This time, John walked BoPeep and I spoke with the chattywaitress. = Althea was her name. "Althea," I began, "I haven't seen afarm, a smokesta= ck, a factory, a railroad or anything that would tell mewho the largest emp= loyer is here." Without hesitation, Althea said, "Oh,that would be WalMart= ." They hire 2000 people.
"Were that many people out of work here?" I asked.
"Well, we had some, but WalMart hires even before they build aplace= because we have people from all over who knew WalMart would behere," she s= aid absently. "Same with the Home Depot behind that mall overyonder." = John slid into the booth while Althea brought him an order ofchili. "I = have a theory, John," I said. Of course he gave me agood-natured smirk, wa= rming his frozen hands on his cup of chili before hecould even hold the spo= on. (We do own gloves; we just couldn't find wherewe stored them before we= left Georgia.) "I think these people are allfeeding off each other," I sa= id, brimming with confidence in my keenpowers of observation.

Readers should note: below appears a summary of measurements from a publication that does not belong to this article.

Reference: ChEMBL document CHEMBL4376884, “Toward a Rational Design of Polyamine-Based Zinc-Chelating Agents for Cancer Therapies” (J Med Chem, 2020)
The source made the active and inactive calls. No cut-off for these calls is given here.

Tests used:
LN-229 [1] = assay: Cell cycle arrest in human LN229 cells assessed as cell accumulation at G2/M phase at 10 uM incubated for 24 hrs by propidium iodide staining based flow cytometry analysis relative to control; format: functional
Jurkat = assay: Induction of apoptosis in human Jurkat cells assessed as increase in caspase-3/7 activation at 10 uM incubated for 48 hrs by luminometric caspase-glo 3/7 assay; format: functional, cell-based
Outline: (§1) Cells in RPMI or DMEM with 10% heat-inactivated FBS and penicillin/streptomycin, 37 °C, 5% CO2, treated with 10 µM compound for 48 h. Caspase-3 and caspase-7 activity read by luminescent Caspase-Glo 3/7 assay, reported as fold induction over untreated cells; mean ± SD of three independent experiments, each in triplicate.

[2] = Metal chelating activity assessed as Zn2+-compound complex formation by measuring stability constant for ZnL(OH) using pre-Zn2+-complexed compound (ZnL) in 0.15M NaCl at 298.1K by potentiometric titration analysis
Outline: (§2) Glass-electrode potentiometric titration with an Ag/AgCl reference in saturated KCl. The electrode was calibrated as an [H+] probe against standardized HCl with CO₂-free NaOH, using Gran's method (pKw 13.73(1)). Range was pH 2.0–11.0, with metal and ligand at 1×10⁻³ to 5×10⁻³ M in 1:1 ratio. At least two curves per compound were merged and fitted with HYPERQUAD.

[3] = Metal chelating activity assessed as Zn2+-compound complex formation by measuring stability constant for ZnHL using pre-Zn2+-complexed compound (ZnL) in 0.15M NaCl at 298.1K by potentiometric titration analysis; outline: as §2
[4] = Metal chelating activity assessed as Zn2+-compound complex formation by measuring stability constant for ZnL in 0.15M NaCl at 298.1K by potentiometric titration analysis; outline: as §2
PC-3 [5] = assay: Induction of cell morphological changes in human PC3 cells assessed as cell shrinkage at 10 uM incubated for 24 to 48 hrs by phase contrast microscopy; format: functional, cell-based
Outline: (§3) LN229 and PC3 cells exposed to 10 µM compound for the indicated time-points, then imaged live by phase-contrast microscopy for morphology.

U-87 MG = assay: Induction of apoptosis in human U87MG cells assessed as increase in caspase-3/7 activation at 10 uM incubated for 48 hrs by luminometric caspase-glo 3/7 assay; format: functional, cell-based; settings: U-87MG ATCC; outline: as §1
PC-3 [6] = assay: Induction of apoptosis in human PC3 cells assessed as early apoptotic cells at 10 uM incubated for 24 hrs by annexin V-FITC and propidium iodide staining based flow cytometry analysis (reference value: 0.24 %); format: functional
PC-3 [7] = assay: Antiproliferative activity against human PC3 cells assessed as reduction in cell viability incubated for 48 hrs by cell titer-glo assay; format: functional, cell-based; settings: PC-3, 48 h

"How did you reach that conclusion?" he said from on high. "= Well, you notice WalMart is never at a mall. They always havetheir own pie= ce of land. Why is that?" I asked.
"The land's cheaper," he said.
"Well, yes, probably, but that's not what I figured. I think it'sb= ecause WalMart sells everything, so why have customers check prices inother= mall stores? Customers are more likely to buy where they are thanget into= their car again." I chuckled with superior knowledge saying, "Inever buy = at Penney's without checking Sear's prices at the mall."
I thought it through. "Well," I said then, "if they build wherethe = land is cheaper, then their philosophy is probably like the Field ofDreams,= thinking 'If we build it, they will come.' And, they do come,John. The= mall was built, all the restaurants came, Home Depot openedto supply the n= eeds of the newcomers and... ."
"And we have a well-paved, shiny new exit to walk the dog," Johnchi= med in. "Let's get on the road."